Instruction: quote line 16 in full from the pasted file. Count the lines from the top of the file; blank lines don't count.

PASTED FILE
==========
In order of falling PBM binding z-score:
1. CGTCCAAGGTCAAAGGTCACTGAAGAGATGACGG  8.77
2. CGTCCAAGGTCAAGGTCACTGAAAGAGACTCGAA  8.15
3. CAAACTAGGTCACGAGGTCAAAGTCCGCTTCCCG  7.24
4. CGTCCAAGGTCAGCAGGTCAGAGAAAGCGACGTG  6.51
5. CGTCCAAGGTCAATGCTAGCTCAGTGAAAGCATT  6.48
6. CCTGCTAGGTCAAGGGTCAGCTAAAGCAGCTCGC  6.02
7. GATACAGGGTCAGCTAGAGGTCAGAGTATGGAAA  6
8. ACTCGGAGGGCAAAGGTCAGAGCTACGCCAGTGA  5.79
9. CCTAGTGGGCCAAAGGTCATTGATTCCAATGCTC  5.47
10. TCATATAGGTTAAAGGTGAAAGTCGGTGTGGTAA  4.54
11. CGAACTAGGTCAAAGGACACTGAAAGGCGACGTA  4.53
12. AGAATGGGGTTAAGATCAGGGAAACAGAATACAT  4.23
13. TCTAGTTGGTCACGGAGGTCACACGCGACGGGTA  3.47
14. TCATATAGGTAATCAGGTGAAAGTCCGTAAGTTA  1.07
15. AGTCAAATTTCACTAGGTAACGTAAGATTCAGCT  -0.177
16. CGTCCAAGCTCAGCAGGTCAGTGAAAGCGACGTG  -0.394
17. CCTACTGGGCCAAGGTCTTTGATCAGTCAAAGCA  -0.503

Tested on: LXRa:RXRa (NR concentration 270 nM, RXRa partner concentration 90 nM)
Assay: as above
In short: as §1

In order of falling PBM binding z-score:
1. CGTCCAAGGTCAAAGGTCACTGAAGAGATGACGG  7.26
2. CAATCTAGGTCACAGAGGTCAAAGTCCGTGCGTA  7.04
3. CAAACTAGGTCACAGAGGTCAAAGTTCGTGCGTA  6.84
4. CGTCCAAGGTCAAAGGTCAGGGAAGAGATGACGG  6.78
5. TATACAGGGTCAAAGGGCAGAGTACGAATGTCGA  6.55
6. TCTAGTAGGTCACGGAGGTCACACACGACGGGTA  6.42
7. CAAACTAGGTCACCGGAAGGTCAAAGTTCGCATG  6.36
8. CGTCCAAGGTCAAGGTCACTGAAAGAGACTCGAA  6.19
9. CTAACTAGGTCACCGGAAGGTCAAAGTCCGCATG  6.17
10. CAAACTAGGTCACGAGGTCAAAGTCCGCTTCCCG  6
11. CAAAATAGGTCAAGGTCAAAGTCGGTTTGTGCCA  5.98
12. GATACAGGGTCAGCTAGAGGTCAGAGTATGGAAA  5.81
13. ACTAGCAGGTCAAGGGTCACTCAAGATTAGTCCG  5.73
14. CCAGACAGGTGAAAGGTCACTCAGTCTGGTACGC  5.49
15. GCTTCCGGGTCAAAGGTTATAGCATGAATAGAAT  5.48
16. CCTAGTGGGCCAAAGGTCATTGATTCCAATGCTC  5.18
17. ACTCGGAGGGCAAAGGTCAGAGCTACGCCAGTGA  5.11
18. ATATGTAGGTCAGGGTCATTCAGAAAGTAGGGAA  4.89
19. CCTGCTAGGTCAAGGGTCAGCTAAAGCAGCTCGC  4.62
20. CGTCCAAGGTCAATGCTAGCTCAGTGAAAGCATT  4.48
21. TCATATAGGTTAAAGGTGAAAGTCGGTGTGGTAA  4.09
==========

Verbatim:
15. AGTCAAATTTCACTAGGTAACGTAAGATTCAGCT  -0.177